Darron Cummings, Associated Press
In this Jan. 30, 2018, file photo, Cassie Langdon uses her phone to launch the MoviePass app to see what movies are available at AMC Indianapolis 17 theatre in Indianapolis. MoviePass, a discount service for movie tickets at theaters, is walking back a planned 50 percent price increase following a subscriber backlash. But it will soon impose a cap of three movies per month, instead of one every day.

SALT LAKE CITY — MoviePass will likely bring back its $9.95-a-month unlimited plan … with a catch.

  • The movie-ticket subscription service company has been quietly working on bringing back a plan that would be similar to the unlimited plan, which catapulted the company into vitality about two years ago.
  • A source told Business Insider the plan has been delayed for weeks but it should go live in the coming days. Internet inspectors found a landing page on MoviePass’ website for a new deal, but the page has since been taken down.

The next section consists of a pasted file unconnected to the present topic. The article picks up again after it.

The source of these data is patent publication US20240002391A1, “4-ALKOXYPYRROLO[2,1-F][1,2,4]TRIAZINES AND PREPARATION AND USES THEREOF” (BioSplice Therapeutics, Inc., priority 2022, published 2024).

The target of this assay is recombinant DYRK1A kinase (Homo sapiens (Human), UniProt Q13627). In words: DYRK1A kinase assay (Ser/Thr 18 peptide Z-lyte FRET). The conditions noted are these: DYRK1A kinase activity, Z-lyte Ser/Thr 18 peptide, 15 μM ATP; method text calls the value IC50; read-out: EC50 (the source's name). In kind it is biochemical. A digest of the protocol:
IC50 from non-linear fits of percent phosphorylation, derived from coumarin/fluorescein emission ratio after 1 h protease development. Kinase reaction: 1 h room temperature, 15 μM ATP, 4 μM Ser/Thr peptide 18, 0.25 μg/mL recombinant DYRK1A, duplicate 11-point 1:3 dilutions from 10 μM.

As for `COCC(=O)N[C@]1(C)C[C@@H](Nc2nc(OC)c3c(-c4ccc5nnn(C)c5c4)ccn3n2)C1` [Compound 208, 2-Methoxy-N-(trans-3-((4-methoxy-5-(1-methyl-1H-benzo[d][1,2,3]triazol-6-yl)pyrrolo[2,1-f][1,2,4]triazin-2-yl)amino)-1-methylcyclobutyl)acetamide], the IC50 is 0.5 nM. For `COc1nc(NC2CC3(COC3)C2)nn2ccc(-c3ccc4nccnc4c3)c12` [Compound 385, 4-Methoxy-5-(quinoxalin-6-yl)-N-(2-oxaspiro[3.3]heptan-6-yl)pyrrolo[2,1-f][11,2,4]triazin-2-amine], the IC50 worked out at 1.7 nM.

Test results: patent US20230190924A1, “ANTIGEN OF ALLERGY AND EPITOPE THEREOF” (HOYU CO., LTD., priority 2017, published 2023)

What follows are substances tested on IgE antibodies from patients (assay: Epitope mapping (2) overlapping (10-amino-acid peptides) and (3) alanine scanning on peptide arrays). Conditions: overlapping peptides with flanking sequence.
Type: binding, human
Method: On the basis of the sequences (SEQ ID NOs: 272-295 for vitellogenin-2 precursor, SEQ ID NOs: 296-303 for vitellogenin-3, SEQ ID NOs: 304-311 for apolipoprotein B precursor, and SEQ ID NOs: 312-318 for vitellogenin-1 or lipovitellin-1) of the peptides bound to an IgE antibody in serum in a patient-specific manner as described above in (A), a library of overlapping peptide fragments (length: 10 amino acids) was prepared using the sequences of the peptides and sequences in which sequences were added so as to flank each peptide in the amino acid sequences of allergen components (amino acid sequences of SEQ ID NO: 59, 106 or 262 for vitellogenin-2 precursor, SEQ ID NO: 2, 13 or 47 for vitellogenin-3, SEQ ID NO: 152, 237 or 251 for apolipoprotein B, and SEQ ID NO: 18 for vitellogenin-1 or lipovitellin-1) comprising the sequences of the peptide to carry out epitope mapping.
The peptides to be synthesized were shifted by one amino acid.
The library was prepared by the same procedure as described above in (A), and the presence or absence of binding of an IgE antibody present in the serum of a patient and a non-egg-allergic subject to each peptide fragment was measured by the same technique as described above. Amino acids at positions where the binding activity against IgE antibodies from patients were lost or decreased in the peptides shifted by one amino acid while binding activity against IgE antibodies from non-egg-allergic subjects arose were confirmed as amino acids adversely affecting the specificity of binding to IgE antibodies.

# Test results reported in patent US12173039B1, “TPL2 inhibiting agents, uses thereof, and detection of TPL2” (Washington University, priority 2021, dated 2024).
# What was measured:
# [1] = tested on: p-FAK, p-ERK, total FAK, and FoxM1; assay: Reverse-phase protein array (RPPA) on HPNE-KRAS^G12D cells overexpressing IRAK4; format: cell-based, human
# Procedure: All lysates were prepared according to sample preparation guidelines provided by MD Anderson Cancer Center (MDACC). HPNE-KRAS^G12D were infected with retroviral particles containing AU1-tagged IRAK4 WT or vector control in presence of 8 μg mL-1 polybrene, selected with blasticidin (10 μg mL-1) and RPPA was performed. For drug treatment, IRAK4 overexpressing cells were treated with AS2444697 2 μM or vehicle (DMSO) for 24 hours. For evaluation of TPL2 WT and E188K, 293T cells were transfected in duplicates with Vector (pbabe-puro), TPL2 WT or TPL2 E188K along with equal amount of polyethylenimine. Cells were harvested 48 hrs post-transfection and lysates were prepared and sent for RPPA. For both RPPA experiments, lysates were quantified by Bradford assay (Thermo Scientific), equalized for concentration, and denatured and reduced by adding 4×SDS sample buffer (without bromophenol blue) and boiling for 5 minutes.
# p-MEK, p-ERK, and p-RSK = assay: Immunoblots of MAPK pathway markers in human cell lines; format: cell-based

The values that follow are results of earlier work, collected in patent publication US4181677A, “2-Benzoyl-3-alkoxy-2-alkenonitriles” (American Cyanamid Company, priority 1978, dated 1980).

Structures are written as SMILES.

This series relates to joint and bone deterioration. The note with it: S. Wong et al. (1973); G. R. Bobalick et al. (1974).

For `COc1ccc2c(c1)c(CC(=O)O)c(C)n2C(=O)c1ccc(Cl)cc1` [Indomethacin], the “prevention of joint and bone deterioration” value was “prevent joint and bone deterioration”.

Yes, but: MoviePass would restrict subscribers choices as a way to curb people from using the plan too much.

  • Business Insider reported that the new terms of use for MoviePass say it "makes no guarantee on the availability to any particular theater, showtime or title that is presented in our app."
  • The company reportedly said in those terms of use that it might use its own algorithms to restrict users "based on their location, day of movie, time of movie, title and the individual user's historical usage."
  • MoviePass would also offer the unlimited plan’s price of $9.95 only if you pay annual through e-check or automated payments, according to CNET.

Context: MoviePass jumped to popularity in August 2017 because of its unlimited plan. But the company fell from grace because of complaints from customers who weren’t allowed to see certain movies. Plenty of people canceled their plans after experiencing issues with the app.

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  • For a short time, MoviePass’ parent company, Helios & Matheson Analytics, promised to launch “MoviePass 2.0,” which would be centered around including subscribers in movies and at premieres, according to my report for the Deseret News.
  • MoviePass reportedly lost more money in 2018 than previously reported too, according to Variety. HMNY revealed as much in a new filing, saying that company had a net loss of $146.7 million — despite a previous estimate of $137.2 million in losses.
  • MoviePass recently lost four executives as well, including its executive vice president, according to my recent report. There were also a slew of layoffs at the company.